I am new to Lightroom and not sure about how to change this......as a test I uploaded a couple of photos as low res, 900 pixels at 72ppi, edited them, and xported to desktop. They have automatically been resized to 240px wide and have shrunk accordingly. How do I keep Lightroom from changing them?
PPI has nothing to do with file size. It's an instruction for the printer only and can almost always be ignored. The pixel dimensions are what counts.
it has gone from 189kb down to 153kb.......larger sizes come out of Lightroom even smaller! Awkward if you need to keep them at 200kb......
It is impossible (for Lightroom Classic or any other software) to force the JPGs to be exactly 200KB. Furthermore, it doesn't make sense to set such a requirement. Trying to achieve this will cause you to perform a lot of unnecessary work, and you won't get there anyway.
Just set the proper settings in the Export dialog box, and take whatever size you get.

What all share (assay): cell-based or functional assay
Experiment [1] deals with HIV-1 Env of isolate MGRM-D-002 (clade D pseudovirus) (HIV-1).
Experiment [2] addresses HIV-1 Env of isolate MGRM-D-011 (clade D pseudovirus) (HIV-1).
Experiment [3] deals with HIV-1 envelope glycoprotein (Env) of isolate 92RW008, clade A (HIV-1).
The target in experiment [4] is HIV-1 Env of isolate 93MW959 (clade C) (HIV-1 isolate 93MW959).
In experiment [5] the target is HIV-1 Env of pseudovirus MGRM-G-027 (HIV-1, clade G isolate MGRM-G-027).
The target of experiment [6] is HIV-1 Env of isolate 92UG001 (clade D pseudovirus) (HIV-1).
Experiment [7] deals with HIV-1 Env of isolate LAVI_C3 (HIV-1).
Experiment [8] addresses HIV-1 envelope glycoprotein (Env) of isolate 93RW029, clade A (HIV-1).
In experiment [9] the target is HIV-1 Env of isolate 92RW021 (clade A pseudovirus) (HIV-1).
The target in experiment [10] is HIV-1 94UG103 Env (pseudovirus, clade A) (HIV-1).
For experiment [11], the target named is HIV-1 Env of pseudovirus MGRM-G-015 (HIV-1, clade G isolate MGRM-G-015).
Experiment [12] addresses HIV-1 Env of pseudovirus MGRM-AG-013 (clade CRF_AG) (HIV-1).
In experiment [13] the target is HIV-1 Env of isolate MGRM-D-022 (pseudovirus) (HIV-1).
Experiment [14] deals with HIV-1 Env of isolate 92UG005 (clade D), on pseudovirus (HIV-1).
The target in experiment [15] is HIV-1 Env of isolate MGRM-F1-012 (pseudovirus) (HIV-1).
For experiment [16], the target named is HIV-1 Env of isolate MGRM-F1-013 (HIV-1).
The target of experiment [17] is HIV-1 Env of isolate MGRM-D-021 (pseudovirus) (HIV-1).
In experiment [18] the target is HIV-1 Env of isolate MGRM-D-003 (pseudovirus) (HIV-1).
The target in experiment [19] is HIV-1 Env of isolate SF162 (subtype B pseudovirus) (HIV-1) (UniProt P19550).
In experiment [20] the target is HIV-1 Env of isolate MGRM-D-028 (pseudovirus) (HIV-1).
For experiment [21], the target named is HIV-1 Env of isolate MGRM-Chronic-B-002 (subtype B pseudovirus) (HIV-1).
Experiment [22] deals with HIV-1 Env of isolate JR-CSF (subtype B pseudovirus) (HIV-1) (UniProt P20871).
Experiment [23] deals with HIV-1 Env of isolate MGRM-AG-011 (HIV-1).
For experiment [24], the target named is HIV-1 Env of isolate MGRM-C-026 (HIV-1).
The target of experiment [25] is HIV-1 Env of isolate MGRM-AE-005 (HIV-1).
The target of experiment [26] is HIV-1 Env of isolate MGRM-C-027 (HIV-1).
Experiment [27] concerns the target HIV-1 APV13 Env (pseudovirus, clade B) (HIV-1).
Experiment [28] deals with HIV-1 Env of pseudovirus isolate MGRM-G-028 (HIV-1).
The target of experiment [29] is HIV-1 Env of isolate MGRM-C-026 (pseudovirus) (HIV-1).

The file size is smaller because in resaving the JPG in Lightroom/Export a larger amount of compression was applied, either because of a different Quality setting or because Adobe uses different JPG compression algorithms from whatever the source of the original images used. It has nothing to do with the meaningless PPI tag.
Ok I would just like to offer the following simple explanation to the understanding of the PPI (pixels per inch). In the early 2020's I had a photo printer and began printing digital files. The first thing I learned is those computer monitors have a display resolution of 72 PPI. In the present day, computers have improved their resolution many times over.
I now have an iMac with a 5K 27" monitor and the width of the actual is 23.5" approximately.
I exported a jpeg file at 900 pixels on the long side and 72 ppi.
The exported file displays at 4" on the iMac screen when I select 100%(full resolution) see the screen capture. This indicates that the display has a max resolution in the vicinity of 400 ppi.
The actual resolution of the images is the number of pixels the "ppi" is a tag. This is further complicated by the fact that the size of the pixels also plays a part and if you are comparing a 24-megapixel sensor from a medium format camera and a 24-megapixel sensor from a mini 4/3 camera, then you are comparing "Apples and Grapes".